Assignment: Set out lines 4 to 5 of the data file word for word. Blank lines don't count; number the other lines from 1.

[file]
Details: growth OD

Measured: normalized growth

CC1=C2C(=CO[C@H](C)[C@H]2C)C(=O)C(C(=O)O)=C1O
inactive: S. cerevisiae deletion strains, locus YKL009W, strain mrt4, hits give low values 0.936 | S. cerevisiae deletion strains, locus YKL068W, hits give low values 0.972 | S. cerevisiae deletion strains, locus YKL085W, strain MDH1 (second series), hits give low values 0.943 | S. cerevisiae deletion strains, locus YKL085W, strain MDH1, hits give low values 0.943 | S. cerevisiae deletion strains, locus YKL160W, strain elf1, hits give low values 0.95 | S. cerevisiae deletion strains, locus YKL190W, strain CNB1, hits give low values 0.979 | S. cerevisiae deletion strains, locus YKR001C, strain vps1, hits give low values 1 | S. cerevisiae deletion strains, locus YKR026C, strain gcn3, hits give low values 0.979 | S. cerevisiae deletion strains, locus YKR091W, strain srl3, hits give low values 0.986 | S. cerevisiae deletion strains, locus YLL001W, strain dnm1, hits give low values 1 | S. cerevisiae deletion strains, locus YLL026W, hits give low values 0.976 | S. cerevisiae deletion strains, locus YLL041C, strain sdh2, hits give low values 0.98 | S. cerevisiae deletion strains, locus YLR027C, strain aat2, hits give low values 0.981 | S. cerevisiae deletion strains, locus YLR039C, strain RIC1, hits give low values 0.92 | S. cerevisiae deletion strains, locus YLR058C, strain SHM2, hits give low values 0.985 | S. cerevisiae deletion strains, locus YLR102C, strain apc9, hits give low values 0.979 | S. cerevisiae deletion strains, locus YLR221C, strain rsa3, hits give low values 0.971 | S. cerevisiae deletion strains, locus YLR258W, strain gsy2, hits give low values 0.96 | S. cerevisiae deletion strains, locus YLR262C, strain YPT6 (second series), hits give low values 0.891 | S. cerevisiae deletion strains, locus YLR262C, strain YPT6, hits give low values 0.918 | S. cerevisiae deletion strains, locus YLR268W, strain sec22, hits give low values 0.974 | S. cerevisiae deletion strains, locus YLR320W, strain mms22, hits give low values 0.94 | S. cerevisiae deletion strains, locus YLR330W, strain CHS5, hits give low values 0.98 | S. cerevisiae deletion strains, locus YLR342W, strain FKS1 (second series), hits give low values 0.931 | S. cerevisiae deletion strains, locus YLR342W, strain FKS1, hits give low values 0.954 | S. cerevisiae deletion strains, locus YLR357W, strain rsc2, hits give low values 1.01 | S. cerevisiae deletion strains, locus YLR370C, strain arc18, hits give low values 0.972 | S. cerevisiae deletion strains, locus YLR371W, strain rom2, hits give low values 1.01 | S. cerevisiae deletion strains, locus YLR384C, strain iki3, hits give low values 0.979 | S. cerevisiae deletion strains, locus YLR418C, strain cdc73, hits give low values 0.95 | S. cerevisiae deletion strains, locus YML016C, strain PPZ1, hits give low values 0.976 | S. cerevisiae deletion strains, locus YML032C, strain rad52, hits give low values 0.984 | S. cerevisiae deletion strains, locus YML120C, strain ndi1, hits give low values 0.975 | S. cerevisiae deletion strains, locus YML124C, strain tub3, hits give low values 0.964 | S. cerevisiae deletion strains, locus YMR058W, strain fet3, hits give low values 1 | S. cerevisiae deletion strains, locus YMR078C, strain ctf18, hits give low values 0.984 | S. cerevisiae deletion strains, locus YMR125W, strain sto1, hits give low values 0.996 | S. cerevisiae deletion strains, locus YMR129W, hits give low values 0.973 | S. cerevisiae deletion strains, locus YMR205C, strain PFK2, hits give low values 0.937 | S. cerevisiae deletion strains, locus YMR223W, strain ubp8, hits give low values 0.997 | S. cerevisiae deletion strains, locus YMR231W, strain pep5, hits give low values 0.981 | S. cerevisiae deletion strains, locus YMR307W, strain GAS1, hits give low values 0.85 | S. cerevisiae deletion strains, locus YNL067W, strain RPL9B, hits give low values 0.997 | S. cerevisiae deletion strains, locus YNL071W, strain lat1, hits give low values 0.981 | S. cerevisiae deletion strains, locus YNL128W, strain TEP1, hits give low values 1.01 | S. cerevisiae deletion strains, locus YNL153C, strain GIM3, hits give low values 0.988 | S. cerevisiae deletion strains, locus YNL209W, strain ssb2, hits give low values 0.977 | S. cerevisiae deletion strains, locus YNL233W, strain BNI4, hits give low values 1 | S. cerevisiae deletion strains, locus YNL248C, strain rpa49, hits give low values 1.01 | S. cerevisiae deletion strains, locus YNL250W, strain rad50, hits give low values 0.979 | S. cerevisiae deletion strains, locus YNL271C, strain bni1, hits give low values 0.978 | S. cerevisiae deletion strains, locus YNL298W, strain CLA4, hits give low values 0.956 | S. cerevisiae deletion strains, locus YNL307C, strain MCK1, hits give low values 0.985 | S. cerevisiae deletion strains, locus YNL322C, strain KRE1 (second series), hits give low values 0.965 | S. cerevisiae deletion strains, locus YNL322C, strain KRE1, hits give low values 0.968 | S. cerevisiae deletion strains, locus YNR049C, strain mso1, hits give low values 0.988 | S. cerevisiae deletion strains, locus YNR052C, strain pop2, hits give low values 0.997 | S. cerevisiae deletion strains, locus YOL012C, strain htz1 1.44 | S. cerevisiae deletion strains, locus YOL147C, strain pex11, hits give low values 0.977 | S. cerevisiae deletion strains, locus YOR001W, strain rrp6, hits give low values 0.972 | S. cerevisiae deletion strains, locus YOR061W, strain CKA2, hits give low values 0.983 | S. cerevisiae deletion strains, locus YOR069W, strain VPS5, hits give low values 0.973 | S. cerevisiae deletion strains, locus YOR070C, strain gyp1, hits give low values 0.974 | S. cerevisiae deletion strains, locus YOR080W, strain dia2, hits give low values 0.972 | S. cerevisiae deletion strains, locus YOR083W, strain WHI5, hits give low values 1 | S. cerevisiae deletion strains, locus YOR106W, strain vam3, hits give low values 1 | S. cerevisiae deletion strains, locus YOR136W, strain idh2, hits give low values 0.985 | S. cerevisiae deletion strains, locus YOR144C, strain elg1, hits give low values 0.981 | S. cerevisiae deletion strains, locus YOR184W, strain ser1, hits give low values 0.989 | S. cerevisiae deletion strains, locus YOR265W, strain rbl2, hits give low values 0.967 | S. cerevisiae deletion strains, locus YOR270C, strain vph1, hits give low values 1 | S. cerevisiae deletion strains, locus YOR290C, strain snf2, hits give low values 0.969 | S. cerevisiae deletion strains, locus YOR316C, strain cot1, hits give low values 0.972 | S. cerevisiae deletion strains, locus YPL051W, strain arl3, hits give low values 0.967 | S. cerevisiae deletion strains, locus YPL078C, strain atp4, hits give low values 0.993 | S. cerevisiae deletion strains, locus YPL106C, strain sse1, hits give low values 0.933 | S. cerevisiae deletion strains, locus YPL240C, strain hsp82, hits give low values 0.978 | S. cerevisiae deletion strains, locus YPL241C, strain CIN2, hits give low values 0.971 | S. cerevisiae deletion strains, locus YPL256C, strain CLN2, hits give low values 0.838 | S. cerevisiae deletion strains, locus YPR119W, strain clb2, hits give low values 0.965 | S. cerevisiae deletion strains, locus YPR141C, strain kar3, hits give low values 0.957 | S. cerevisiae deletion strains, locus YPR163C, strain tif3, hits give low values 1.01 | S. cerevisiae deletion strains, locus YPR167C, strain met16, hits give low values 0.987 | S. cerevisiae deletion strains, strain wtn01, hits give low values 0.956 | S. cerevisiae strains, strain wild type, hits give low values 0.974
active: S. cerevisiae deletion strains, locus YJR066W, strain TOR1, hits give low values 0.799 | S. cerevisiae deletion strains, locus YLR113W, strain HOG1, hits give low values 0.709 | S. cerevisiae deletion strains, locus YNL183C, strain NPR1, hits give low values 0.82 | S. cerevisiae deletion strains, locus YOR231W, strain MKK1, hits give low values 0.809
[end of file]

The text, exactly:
inactive: S. cerevisiae deletion strains, locus YKL009W, strain mrt4, hits give low values 0.936 | S. cerevisiae deletion strains, locus YKL068W, hits give low values 0.972 | S. cerevisiae deletion strains, locus YKL085W, strain MDH1 (second series), hits give low values 0.943 | S. cerevisiae deletion strains, locus YKL085W, strain MDH1, hits give low values 0.943 | S. cerevisiae deletion strains, locus YKL160W, strain elf1, hits give low values 0.95 | S. cerevisiae deletion strains, locus YKL190W, strain CNB1, hits give low values 0.979 | S. cerevisiae deletion strains, locus YKR001C, strain vps1, hits give low values 1 | S. cerevisiae deletion strains, locus YKR026C, strain gcn3, hits give low values 0.979 | S. cerevisiae deletion strains, locus YKR091W, strain srl3, hits give low values 0.986 | S. cerevisiae deletion strains, locus YLL001W, strain dnm1, hits give low values 1 | S. cerevisiae deletion strains, locus YLL026W, hits give low values 0.976 | S. cerevisiae deletion strains, locus YLL041C, strain sdh2, hits give low values 0.98 | S. cerevisiae deletion strains, locus YLR027C, strain aat2, hits give low values 0.981 | S. cerevisiae deletion strains, locus YLR039C, strain RIC1, hits give low values 0.92 | S. cerevisiae deletion strains, locus YLR058C, strain SHM2, hits give low values 0.985 | S. cerevisiae deletion strains, locus YLR102C, strain apc9, hits give low values 0.979 | S. cerevisiae deletion strains, locus YLR221C, strain rsa3, hits give low values 0.971 | S. cerevisiae deletion strains, locus YLR258W, strain gsy2, hits give low values 0.96 | S. cerevisiae deletion strains, locus YLR262C, strain YPT6 (second series), hits give low values 0.891 | S. cerevisiae deletion strains, locus YLR262C, strain YPT6, hits give low values 0.918 | S. cerevisiae deletion strains, locus YLR268W, strain sec22, hits give low values 0.974 | S. cerevisiae deletion strains, locus YLR320W, strain mms22, hits give low values 0.94 | S. cerevisiae deletion strains, locus YLR330W, strain CHS5, hits give low values 0.98 | S. cerevisiae deletion strains, locus YLR342W, strain FKS1 (second series), hits give low values 0.931 | S. cerevisiae deletion strains, locus YLR342W, strain FKS1, hits give low values 0.954 | S. cerevisiae deletion strains, locus YLR357W, strain rsc2, hits give low values 1.01 | S. cerevisiae deletion strains, locus YLR370C, strain arc18, hits give low values 0.972 | S. cerevisiae deletion strains, locus YLR371W, strain rom2, hits give low values 1.01 | S. cerevisiae deletion strains, locus YLR384C, strain iki3, hits give low values 0.979 | S. cerevisiae deletion strains, locus YLR418C, strain cdc73, hits give low values 0.95 | S. cerevisiae deletion strains, locus YML016C, strain PPZ1, hits give low values 0.976 | S. cerevisiae deletion strains, locus YML032C, strain rad52, hits give low values 0.984 | S. cerevisiae deletion strains, locus YML120C, strain ndi1, hits give low values 0.975 | S. cerevisiae deletion strains, locus YML124C, strain tub3, hits give low values 0.964 | S. cerevisiae deletion strains, locus YMR058W, strain fet3, hits give low values 1 | S. cerevisiae deletion strains, locus YMR078C, strain ctf18, hits give low values 0.984 | S. cerevisiae deletion strains, locus YMR125W, strain sto1, hits give low values 0.996 | S. cerevisiae deletion strains, locus YMR129W, hits give low values 0.973 | S. cerevisiae deletion strains, locus YMR205C, strain PFK2, hits give low values 0.937 | S. cerevisiae deletion strains, locus YMR223W, strain ubp8, hits give low values 0.997 | S. cerevisiae deletion strains, locus YMR231W, strain pep5, hits give low values 0.981 | S. cerevisiae deletion strains, locus YMR307W, strain GAS1, hits give low values 0.85 | S. cerevisiae deletion strains, locus YNL067W, strain RPL9B, hits give low values 0.997 | S. cerevisiae deletion strains, locus YNL071W, strain lat1, hits give low values 0.981 | S. cerevisiae deletion strains, locus YNL128W, strain TEP1, hits give low values 1.01 | S. cerevisiae deletion strains, locus YNL153C, strain GIM3, hits give low values 0.988 | S. cerevisiae deletion strains, locus YNL209W, strain ssb2, hits give low values 0.977 | S. cerevisiae deletion strains, locus YNL233W, strain BNI4, hits give low values 1 | S. cerevisiae deletion strains, locus YNL248C, strain rpa49, hits give low values 1.01 | S. cerevisiae deletion strains, locus YNL250W, strain rad50, hits give low values 0.979 | S. cerevisiae deletion strains, locus YNL271C, strain bni1, hits give low values 0.978 | S. cerevisiae deletion strains, locus YNL298W, strain CLA4, hits give low values 0.956 | S. cerevisiae deletion strains, locus YNL307C, strain MCK1, hits give low values 0.985 | S. cerevisiae deletion strains, locus YNL322C, strain KRE1 (second series), hits give low values 0.965 | S. cerevisiae deletion strains, locus YNL322C, strain KRE1, hits give low values 0.968 | S. cerevisiae deletion strains, locus YNR049C, strain mso1, hits give low values 0.988 | S. cerevisiae deletion strains, locus YNR052C, strain pop2, hits give low values 0.997 | S. cerevisiae deletion strains, locus YOL012C, strain htz1 1.44 | S. cerevisiae deletion strains, locus YOL147C, strain pex11, hits give low values 0.977 | S. cerevisiae deletion strains, locus YOR001W, strain rrp6, hits give low values 0.972 | S. cerevisiae deletion strains, locus YOR061W, strain CKA2, hits give low values 0.983 | S. cerevisiae deletion strains, locus YOR069W, strain VPS5, hits give low values 0.973 | S. cerevisiae deletion strains, locus YOR070C, strain gyp1, hits give low values 0.974 | S. cerevisiae deletion strains, locus YOR080W, strain dia2, hits give low values 0.972 | S. cerevisiae deletion strains, locus YOR083W, strain WHI5, hits give low values 1 | S. cerevisiae deletion strains, locus YOR106W, strain vam3, hits give low values 1 | S. cerevisiae deletion strains, locus YOR136W, strain idh2, hits give low values 0.985 | S. cerevisiae deletion strains, locus YOR144C, strain elg1, hits give low values 0.981 | S. cerevisiae deletion strains, locus YOR184W, strain ser1, hits give low values 0.989 | S. cerevisiae deletion strains, locus YOR265W, strain rbl2, hits give low values 0.967 | S. cerevisiae deletion strains, locus YOR270C, strain vph1, hits give low values 1 | S. cerevisiae deletion strains, locus YOR290C, strain snf2, hits give low values 0.969 | S. cerevisiae deletion strains, locus YOR316C, strain cot1, hits give low values 0.972 | S. cerevisiae deletion strains, locus YPL051W, strain arl3, hits give low values 0.967 | S. cerevisiae deletion strains, locus YPL078C, strain atp4, hits give low values 0.993 | S. cerevisiae deletion strains, locus YPL106C, strain sse1, hits give low values 0.933 | S. cerevisiae deletion strains, locus YPL240C, strain hsp82, hits give low values 0.978 | S. cerevisiae deletion strains, locus YPL241C, strain CIN2, hits give low values 0.971 | S. cerevisiae deletion strains, locus YPL256C, strain CLN2, hits give low values 0.838 | S. cerevisiae deletion strains, locus YPR119W, strain clb2, hits give low values 0.965 | S. cerevisiae deletion strains, locus YPR141C, strain kar3, hits give low values 0.957 | S. cerevisiae deletion strains, locus YPR163C, strain tif3, hits give low values 1.01 | S. cerevisiae deletion strains, locus YPR167C, strain met16, hits give low values 0.987 | S. cerevisiae deletion strains, strain wtn01, hits give low values 0.956 | S. cerevisiae strains, strain wild type, hits give low values 0.974
active: S. cerevisiae deletion strains, locus YJR066W, strain TOR1, hits give low values 0.799 | S. cerevisiae deletion strains, locus YLR113W, strain HOG1, hits give low values 0.709 | S. cerevisiae deletion strains, locus YNL183C, strain NPR1, hits give low values 0.82 | S. cerevisiae deletion strains, locus YOR231W, strain MKK1, hits give low values 0.809